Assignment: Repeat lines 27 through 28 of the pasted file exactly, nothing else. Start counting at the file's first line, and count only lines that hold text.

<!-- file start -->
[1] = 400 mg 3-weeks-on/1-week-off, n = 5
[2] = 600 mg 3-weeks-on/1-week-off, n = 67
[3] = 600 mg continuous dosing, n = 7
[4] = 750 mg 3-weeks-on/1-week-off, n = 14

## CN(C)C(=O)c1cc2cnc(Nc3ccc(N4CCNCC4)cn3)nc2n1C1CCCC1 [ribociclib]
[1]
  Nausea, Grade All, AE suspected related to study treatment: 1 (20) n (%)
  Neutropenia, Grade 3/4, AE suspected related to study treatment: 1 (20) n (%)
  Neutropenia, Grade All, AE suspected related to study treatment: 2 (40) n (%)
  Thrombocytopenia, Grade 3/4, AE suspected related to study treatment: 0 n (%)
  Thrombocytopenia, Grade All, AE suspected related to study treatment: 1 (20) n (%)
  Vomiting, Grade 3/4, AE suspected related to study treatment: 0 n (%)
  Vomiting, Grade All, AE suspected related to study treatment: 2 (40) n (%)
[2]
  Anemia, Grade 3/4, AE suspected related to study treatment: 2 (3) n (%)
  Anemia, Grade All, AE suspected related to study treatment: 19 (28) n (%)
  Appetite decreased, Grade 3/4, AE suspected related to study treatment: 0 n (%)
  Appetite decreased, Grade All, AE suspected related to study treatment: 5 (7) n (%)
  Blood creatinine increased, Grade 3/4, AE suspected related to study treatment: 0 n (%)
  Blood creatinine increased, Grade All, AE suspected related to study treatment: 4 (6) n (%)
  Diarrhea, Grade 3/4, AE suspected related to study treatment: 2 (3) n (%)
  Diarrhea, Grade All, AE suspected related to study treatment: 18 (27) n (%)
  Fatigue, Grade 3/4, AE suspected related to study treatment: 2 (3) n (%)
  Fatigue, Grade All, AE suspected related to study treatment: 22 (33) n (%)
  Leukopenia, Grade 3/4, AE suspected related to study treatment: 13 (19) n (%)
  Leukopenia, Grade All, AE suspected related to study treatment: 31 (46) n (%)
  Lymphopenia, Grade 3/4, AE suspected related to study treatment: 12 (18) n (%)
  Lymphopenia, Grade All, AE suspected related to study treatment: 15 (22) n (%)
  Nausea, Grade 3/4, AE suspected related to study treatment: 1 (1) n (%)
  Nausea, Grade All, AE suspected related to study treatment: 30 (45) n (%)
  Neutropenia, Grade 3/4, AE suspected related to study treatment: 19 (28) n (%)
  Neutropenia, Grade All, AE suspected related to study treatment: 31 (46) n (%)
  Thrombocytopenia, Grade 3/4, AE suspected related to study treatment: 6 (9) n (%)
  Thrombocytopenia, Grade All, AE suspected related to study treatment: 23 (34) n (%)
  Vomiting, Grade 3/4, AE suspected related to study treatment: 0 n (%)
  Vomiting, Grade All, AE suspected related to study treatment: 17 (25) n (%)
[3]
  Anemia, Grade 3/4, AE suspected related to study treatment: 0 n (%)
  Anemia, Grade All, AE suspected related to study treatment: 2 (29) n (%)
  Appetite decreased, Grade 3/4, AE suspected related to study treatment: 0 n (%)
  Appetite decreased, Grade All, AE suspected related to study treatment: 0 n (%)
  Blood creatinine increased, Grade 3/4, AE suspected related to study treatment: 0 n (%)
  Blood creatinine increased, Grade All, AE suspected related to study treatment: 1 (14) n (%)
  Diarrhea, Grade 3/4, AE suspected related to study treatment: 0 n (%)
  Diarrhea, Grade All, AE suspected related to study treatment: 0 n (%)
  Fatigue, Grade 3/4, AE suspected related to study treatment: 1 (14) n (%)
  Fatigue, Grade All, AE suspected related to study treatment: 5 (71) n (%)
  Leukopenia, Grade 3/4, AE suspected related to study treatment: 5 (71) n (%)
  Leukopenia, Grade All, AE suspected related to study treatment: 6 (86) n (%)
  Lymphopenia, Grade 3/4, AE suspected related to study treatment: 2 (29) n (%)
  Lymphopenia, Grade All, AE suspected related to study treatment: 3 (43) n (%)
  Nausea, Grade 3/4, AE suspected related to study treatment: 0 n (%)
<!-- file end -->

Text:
  Lymphopenia, Grade 3/4, AE suspected related to study treatment: 12 (18) n (%)
  Lymphopenia, Grade All, AE suspected related to study treatment: 15 (22) n (%)